Will you like working for this manager?
There’s a saying that employees don’t leave companies, they leave managers. Your future manager’s interpretation and administration of systems, procedures, and how he or she empowers employees to make decisions, all impact your satisfaction in the job.
Pay attention to how your future boss interacts with you during the interview. You should ask questions to evaluate how they have managed people. These questions can help you understand your future manager better:
- How will I be evaluated in this role? What are the main indicators of success?
- What type of work do you delegate to your team?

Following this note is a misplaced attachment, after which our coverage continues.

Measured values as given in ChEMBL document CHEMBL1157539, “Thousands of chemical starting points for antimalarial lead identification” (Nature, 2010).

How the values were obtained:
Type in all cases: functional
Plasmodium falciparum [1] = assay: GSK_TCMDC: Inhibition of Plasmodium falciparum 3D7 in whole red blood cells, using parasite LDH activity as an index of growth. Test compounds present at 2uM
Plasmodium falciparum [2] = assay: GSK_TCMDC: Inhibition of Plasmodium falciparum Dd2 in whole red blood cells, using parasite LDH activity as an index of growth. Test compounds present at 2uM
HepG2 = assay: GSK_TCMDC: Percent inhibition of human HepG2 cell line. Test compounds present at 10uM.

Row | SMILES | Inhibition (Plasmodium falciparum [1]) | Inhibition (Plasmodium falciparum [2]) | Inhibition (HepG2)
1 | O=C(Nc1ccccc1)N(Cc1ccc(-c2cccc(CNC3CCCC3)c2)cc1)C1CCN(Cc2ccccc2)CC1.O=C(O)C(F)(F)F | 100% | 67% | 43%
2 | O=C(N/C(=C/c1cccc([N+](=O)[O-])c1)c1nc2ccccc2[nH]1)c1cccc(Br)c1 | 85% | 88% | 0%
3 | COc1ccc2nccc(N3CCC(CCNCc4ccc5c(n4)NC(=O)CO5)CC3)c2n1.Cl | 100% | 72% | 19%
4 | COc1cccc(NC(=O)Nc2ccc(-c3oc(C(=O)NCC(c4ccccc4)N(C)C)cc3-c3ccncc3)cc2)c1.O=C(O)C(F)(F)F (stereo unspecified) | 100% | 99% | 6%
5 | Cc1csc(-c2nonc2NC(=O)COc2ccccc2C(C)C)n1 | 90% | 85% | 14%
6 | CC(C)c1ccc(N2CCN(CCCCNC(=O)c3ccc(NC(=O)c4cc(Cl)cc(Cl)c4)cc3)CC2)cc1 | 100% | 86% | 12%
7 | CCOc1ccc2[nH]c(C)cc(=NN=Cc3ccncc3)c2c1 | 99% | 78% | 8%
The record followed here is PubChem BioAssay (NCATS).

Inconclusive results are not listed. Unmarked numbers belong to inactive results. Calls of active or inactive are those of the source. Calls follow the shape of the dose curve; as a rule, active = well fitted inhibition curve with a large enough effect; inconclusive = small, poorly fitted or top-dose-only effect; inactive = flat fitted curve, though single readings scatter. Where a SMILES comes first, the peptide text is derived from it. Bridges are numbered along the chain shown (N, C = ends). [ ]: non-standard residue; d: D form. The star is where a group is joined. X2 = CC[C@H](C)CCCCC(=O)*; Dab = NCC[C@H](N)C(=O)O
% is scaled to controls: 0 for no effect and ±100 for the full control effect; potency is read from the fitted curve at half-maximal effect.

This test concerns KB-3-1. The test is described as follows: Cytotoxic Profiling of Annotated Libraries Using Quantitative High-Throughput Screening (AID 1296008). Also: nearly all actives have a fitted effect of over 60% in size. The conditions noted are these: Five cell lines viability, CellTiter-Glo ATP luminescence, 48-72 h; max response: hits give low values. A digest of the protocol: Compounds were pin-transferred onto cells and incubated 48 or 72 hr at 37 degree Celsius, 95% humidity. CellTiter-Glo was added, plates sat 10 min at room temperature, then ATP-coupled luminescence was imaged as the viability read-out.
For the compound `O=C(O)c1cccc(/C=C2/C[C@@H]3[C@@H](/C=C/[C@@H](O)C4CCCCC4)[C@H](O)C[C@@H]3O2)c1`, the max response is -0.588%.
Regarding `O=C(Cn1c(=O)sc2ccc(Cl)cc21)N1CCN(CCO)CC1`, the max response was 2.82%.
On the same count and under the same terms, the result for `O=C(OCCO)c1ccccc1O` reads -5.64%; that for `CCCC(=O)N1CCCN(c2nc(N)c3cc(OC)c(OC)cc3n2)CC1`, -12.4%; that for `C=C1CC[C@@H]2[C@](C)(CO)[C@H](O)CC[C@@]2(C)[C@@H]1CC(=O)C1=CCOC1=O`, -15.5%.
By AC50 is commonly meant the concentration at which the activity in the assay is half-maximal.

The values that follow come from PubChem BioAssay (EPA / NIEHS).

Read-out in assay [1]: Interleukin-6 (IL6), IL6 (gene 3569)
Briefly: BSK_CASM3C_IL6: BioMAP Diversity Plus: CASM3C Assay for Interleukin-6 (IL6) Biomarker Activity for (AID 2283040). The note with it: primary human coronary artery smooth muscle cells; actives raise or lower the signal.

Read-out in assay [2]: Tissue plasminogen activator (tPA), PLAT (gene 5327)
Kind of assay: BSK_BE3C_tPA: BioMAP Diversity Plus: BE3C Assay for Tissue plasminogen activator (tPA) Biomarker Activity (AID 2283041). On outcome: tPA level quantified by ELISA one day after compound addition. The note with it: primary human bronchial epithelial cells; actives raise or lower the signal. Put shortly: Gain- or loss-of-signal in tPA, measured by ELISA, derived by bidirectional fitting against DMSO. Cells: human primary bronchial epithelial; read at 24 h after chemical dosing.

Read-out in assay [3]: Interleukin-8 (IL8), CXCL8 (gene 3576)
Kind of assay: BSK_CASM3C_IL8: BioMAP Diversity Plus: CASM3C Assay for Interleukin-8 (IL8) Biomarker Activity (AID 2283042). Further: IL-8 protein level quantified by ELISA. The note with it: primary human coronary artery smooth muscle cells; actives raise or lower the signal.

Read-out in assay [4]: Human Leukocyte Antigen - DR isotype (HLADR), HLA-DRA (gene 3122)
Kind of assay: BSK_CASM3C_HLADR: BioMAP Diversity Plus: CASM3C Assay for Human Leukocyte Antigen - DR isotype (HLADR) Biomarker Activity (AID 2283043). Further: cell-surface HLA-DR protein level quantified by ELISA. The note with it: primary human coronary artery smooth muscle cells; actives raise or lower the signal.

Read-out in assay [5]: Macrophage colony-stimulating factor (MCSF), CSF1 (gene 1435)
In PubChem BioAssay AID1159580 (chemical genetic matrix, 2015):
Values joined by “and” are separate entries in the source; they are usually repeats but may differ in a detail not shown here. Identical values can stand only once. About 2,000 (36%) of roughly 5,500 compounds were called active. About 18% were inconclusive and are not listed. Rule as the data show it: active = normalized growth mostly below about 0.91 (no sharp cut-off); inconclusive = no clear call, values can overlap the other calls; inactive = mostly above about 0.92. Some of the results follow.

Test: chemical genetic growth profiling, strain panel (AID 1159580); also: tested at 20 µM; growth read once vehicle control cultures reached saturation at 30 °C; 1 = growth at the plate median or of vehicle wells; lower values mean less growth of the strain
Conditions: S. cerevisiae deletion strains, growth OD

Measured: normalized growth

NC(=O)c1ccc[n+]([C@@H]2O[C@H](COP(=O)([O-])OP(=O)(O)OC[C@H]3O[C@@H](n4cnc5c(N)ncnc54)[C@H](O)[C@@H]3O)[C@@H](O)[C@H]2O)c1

- Has anyone on your team been promoted over the last couple of years? If so, what was the reason?
- What would be the something that your employees say you do extremely well?
- What type of recognition have you recently given to one of your staff?
- Can you tell me how you give feedback to your team?
How does the company treat its employees?
You can tell a lot about a company by the way it treats its potential employees during the recruiting process, its HR policies, and even how it exits employees either by termination or retirement. You want to get a sense of how the company policies work and what the company’s philosophies are.
There is a laundry list of items to evaluate throughout the interview process. Some of these will be mentioned and highlighted others you may have to ask about.